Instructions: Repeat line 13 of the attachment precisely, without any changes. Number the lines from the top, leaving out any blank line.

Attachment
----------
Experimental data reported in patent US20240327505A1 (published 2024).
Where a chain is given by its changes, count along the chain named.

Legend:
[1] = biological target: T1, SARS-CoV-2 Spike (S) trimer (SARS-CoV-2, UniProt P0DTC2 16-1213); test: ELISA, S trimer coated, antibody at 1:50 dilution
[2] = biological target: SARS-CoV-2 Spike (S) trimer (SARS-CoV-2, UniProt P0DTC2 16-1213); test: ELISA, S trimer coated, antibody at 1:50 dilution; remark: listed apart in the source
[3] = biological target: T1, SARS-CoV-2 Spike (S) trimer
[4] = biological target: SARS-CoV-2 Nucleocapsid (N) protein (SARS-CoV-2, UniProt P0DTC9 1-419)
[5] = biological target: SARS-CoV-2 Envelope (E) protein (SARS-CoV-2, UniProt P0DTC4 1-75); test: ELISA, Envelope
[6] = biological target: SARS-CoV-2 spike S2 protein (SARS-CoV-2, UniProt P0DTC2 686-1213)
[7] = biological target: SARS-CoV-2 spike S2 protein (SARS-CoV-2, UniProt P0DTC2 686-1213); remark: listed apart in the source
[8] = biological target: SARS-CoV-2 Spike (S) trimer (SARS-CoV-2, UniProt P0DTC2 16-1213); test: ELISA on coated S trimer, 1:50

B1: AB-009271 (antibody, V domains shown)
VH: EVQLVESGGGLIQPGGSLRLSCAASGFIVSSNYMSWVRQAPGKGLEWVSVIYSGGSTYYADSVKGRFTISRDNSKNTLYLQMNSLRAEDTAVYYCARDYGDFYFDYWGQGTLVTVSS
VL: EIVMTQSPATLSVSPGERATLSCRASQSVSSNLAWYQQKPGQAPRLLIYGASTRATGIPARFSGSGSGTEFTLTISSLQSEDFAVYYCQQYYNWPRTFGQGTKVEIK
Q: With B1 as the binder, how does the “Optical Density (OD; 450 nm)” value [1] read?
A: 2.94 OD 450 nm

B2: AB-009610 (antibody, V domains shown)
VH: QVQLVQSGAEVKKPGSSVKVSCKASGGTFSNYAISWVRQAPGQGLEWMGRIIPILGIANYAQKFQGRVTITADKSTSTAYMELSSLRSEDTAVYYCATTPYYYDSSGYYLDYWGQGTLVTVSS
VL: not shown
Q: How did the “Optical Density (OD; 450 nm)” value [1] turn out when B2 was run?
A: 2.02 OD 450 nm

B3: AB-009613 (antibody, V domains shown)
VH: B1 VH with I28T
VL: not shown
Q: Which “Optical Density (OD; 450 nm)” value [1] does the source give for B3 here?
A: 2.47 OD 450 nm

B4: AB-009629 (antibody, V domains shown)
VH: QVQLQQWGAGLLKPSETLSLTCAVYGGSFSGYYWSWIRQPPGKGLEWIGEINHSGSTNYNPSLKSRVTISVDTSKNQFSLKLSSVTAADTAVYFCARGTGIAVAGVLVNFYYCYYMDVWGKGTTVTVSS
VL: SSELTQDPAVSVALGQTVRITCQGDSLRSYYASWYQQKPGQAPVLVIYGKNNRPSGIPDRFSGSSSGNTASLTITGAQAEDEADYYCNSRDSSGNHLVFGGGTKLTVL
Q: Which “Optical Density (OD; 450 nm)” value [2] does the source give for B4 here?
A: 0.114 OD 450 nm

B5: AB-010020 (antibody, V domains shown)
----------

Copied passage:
VH: EVQLVESGGGLIQPGGSLRLSCAASGFIVSSNYMSWVRQAPGKGLEWVSVIYSGGSTYYADSVKGRFTISRDNSKNTLYLQMNSLRAEDTAVYYCARDYGDFYFDYWGQGTLVTVSS